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The Brien Center will close its Keenan House for Women, which it calls unsustainable

keenan house for women

Just over four years after the Keenan House for Women opened its doors, the program will shut down. The Brien Center pointed to staffing issues and low enrollment.

PITTSFIELD — The Keenan House for Women, a 17-bed recovery program operated by The Brien Center, will close in January.

In a news release Tuesday, the center said staff vacancies and low enrollment made continuing to run the operation unsustainable.

The house has operated at 65 percent capacity, on average, in recent years, according to Christine Macbeth, president and CEO of The Brien Center. That meant the program has failed to meet its own operating costs for the past three years. 

The release also pointed to two crucial staffing vacancies, the site supervisor and clinical supervisor, which "put a considerable strain on the program."

Keenan House for Women opened in late 2017, as an expansion of the existing Keenan House for Men. At the time, the program had a waitlist, and some advocates said that the additional beds would not be enough to fill the county's existing need.

The house has 10 residents, and staff members are working to help them transition to another program or level of care, according to the release.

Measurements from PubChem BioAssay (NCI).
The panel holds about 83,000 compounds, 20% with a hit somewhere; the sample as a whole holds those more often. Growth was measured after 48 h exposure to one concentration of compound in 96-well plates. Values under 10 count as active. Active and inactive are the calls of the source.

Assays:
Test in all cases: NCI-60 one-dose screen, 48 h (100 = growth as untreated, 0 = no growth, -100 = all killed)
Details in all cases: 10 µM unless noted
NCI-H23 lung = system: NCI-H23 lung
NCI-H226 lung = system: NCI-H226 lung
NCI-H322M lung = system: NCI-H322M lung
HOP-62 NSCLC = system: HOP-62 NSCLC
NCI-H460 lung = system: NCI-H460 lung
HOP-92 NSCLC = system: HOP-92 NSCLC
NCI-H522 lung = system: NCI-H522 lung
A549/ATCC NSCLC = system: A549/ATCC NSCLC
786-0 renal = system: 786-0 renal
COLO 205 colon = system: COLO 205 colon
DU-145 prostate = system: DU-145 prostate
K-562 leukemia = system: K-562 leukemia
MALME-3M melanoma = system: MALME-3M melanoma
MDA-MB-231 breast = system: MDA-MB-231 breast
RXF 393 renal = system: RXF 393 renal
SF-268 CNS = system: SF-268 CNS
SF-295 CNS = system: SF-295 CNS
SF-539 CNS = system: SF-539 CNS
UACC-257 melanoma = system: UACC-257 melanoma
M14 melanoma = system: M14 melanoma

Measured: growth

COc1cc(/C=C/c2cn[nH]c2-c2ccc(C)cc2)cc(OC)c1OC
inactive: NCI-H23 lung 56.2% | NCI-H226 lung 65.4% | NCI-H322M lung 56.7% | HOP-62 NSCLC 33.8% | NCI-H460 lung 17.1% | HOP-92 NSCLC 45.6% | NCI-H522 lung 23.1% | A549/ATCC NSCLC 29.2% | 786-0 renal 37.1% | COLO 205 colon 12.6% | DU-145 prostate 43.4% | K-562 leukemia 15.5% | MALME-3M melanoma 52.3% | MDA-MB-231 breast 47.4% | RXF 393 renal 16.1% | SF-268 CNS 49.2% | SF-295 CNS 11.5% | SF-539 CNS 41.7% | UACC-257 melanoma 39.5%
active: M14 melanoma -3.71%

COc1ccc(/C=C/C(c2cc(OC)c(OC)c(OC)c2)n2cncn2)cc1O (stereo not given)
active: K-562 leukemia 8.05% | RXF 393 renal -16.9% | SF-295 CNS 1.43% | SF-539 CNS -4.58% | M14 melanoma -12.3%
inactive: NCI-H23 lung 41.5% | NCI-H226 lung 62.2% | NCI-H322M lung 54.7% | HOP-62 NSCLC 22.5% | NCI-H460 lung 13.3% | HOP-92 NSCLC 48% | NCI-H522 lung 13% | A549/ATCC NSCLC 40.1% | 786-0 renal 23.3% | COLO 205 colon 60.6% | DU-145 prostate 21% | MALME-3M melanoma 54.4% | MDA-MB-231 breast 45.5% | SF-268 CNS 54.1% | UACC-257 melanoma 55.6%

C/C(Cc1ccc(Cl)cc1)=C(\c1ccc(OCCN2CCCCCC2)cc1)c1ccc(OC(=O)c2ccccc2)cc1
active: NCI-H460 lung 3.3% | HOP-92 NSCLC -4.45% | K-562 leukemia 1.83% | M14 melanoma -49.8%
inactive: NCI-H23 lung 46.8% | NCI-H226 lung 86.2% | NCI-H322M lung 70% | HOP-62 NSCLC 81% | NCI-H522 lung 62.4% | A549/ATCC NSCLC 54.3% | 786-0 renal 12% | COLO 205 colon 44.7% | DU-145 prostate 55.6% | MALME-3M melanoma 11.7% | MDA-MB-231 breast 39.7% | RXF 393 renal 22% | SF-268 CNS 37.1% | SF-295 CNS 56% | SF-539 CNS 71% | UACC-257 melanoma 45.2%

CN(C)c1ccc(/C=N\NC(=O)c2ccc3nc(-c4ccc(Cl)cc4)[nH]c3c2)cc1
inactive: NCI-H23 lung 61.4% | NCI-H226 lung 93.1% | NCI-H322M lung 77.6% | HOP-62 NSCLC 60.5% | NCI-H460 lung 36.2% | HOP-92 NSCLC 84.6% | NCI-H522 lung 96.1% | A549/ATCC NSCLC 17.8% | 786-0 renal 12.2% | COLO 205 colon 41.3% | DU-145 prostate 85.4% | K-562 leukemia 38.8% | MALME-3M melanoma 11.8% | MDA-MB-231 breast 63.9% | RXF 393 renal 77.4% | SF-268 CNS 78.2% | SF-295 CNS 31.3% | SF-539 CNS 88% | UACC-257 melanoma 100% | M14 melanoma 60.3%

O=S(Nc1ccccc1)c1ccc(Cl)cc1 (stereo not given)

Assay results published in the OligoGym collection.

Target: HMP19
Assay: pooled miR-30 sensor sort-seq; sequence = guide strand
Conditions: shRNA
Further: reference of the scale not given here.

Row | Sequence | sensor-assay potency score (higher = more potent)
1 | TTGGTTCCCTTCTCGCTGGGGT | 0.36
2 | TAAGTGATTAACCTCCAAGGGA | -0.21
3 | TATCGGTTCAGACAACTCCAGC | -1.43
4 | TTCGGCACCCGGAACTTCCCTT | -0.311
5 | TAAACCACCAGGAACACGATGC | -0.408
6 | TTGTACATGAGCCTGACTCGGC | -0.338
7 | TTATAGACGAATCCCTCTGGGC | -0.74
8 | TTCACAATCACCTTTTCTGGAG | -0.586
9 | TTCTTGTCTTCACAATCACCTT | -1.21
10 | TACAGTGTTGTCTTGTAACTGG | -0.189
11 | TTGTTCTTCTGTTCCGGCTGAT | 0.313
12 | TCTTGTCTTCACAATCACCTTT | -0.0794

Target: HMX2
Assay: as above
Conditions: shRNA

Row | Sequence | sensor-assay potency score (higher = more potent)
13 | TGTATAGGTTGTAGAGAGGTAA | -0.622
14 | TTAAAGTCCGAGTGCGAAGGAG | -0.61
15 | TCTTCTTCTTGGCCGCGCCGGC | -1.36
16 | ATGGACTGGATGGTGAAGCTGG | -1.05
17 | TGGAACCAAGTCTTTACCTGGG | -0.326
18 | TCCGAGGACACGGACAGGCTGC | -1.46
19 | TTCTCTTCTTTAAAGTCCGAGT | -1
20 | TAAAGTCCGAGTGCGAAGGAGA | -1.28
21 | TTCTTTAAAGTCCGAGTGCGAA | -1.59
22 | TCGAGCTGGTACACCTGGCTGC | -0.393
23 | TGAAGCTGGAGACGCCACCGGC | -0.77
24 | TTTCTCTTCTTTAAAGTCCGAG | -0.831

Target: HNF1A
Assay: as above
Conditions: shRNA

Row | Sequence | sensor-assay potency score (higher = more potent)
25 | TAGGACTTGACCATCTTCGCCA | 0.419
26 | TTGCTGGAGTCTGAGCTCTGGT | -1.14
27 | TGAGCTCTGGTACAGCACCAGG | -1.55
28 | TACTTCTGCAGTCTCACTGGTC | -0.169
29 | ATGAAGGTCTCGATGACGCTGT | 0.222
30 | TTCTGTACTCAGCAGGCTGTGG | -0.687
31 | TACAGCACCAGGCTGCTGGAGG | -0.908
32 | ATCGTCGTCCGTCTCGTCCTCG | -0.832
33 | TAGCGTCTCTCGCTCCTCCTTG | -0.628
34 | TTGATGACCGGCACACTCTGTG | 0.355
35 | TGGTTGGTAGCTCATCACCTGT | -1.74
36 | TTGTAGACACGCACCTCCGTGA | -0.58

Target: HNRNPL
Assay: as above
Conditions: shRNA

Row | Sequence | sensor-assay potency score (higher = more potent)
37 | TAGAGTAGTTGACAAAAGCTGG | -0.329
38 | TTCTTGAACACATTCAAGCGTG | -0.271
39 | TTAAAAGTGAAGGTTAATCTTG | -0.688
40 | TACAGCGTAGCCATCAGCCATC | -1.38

“These women have made great strides in their recovery. We will do everything possible to make sure they are appropriately placed so that their progress will continue,” Macbeth said.

“Some of them already intend to enroll in our Supportive Housing Program, which is a safe, affordable, and sober environment designed to reduce the chance of relapse and to promote adaptive living skills."

Macbeth also said the organization is confident that "most, if not all" the staff will remain employed at other Brien Center programs. 

According to the release, referrals of women to residential programs have declined over the past few years, putting strain on other programs as well.

"We know that residential treatment for women works and has transformed — and even saved — many local lives,” Macbeth continued. “We need a deeper understanding of why women are not seeking these services for help overcoming addiction.”

The Brien Center said it is considering expanding its programming for people with mental illness and substance use disorder, also known as co-occurring disorders. The organization runs Keenan House North in North Adams, a 16-bed house for people with co-occurring disorders, as well as the 24-bed Keenan House for Men in Pittsfield.

Francesca Paris can be reached at fparis@berkshireeagle.com and 413-447-7311, ext. 239.

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